It’s important to be conscious of your general digital presence when you’re trying online dating. If someone who’s interested in you decides to look you up elsewhere, which is extremely common and will happen, you have to think: what else can they find out about me? So it’s not just about being safe by not mentioning exactly where you live or where you work. Those things can be very easily found elsewhere. It’s easy to figure out from LinkedIn, for example, where someone works. If anyone wanted to find you in real life, they could.
BU Today: On a less-alarming note, the danger of getting ghosted by someone is very real. And it can be tempting to do it yourself when you’re no longer feeling it with someone. Is ghosting always a no?
Generally, I think ghosting is not a mature or respectful thing to do. It’s easy to think you can get away with it without feeling any guilt, because a lot of human emotion gets taken out of things when you’re behind a screen. Now, if it was a pretty shallow connection to begin with—like if someone starts with a random pickup line and it’s already over for you—that’s not the same level as ghosting. That won’t have as much of an emotional impact compared to if you’ve been talking with someone for a while, or even went out a couple of times, and then you just stopped responding. It’s important to be honest and communicate. Even if it’s hard to say and hard for the other person to hear, it’s kind of a skill: people need to learn how to handle rejection and how to reject someone else.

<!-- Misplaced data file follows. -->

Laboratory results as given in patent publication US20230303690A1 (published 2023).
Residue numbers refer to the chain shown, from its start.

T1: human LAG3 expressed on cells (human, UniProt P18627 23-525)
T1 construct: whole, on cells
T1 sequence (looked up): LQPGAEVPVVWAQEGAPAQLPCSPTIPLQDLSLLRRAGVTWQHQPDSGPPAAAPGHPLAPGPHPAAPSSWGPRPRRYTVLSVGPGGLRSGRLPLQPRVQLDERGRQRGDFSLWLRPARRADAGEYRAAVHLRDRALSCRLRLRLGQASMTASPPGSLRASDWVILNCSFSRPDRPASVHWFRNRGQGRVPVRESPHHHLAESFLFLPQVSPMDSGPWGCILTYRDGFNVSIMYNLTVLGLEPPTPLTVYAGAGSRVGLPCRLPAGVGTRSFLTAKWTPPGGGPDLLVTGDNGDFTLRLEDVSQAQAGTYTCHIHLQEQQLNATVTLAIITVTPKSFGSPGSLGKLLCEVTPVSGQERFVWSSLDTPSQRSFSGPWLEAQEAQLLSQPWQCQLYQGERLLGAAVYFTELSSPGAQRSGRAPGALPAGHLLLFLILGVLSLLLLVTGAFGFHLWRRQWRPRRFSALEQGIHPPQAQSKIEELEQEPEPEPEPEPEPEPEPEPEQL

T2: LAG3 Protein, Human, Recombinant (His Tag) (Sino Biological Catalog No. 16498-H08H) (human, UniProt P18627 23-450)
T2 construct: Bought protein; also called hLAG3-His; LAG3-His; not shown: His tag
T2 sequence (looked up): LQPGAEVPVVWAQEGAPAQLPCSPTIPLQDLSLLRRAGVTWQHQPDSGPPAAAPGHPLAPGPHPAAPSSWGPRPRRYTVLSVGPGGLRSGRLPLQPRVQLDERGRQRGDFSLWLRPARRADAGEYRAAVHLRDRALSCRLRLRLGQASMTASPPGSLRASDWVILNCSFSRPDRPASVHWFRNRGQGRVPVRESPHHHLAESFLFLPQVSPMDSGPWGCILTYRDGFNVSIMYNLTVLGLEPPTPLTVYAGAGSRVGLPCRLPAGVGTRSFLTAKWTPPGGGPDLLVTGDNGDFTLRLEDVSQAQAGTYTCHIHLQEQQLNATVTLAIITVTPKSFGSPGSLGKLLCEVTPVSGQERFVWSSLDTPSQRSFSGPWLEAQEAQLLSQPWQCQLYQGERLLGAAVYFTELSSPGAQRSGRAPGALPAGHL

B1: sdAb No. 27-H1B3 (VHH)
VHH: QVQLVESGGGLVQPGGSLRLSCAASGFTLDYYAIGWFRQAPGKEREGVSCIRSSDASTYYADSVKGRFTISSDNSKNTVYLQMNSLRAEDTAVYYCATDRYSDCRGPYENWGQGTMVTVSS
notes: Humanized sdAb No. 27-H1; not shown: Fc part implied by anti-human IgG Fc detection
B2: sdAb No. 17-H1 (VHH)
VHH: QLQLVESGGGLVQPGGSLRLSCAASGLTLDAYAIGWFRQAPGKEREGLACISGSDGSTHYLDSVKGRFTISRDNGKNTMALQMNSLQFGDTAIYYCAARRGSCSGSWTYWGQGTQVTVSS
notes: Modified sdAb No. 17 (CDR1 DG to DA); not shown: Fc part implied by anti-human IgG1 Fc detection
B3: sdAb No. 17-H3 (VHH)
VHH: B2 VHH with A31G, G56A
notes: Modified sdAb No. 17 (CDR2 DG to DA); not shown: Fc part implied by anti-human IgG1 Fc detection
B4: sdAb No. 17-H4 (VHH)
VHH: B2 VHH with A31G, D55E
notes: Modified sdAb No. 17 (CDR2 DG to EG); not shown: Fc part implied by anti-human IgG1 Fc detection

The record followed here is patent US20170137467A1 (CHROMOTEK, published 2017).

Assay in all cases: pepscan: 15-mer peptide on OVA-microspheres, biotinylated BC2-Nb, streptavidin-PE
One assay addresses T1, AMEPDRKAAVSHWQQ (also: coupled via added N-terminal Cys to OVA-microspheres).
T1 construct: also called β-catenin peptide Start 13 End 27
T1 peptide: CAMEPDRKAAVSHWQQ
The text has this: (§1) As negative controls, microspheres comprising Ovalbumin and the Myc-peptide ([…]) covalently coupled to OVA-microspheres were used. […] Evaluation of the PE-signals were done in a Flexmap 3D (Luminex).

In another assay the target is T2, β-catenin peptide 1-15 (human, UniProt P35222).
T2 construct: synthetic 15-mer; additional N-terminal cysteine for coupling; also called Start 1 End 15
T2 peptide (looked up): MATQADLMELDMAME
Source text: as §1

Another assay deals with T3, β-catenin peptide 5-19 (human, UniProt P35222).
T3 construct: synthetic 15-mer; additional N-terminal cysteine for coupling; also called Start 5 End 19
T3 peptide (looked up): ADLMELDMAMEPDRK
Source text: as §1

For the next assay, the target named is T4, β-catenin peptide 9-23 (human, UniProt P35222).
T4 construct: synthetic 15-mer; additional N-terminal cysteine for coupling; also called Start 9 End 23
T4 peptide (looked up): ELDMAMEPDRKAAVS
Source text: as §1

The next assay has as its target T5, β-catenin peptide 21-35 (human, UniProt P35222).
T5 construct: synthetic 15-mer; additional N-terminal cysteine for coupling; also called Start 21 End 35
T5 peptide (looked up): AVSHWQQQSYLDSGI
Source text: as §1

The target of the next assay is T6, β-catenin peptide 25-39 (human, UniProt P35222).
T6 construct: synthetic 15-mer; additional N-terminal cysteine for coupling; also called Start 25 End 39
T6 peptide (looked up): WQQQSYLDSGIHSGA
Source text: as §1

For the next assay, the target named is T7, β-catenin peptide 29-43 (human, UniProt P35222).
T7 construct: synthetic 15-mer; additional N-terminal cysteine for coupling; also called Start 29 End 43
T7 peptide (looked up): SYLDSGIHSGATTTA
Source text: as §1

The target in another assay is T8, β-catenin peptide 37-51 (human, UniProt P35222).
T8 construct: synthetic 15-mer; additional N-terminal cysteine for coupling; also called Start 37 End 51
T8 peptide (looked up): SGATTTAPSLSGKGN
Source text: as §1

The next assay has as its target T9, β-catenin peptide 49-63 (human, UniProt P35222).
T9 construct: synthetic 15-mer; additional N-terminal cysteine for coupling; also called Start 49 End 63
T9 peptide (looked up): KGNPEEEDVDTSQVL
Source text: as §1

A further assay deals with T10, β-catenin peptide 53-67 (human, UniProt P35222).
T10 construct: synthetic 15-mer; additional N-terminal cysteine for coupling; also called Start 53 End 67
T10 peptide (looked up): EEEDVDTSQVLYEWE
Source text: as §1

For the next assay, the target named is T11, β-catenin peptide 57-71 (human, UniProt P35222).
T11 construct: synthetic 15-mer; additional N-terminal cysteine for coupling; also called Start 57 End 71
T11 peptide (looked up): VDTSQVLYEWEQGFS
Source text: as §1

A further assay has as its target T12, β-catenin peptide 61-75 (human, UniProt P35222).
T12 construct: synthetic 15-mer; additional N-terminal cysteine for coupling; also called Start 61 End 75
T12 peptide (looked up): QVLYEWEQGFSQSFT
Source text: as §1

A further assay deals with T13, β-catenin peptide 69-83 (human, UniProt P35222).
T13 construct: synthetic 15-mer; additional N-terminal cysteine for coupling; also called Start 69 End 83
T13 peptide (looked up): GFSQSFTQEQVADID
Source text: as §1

BU Today: So how do you effectively, and respectfully, let someone down?
It obviously depends on the relationship you have with a person. If you were already clear that you were actively looking for a relationship, you can’t pull the “I’m not looking for anything serious right now” card. If there was something about them that you didn’t like, and you’re comfortable giving that feedback, it’s important to say it as respectfully as possible and not frame it as an attack. Because you don’t want them to shut down or write you off as “crazy”—you want them to hear it.
But if you don’t care about convincing someone, you just care about communicating, you don’t need to be super personal. And it’s best not to be super personal. It’s easiest to just say something like, “I’m not feeling it right now” or “I don’t think I’m ready for a relationship right now.” That’s what a lot of people hear—and feel themselves—when casually dating online. [Those reasons] are pretty accepted.
BU Today: Finally, on the other end of things, you’re not always going to be someone’s cup of tea. When it comes to handling rejection, which—reminder—comes with the territory, what should you do?
Not taking it too personally is key. In reality, the chances of you really hitting it off with the vast majority of people you go out with on these casual dates is not high. And that’s how it’s supposed to be: the world would be quite messy if we had that many serious romantic connections possible. [Even if someone rejects you] take that rejection and make something good out of it. Maybe you learned something or just had a good time—look for the positive. Plus, it’s not like it was a breakup—it shouldn’t hold that same emotional burden.
Also, there’s much to enjoy about being single—so enjoy that! Or keep the attitude of “maybe it’ll be the next person” or just have fun with the process of going on dates. And, you make a lot of mistakes in your early relationships. Casually dating and getting to know people is a good experience for growing as a person and growing into someone who possesses relationship skills. That’s always something you can tell yourself: like, maybe it sucked that things didn’t work out with someone, but that’s going to make you a better partner for when you eventually meet someone you could have something serious with.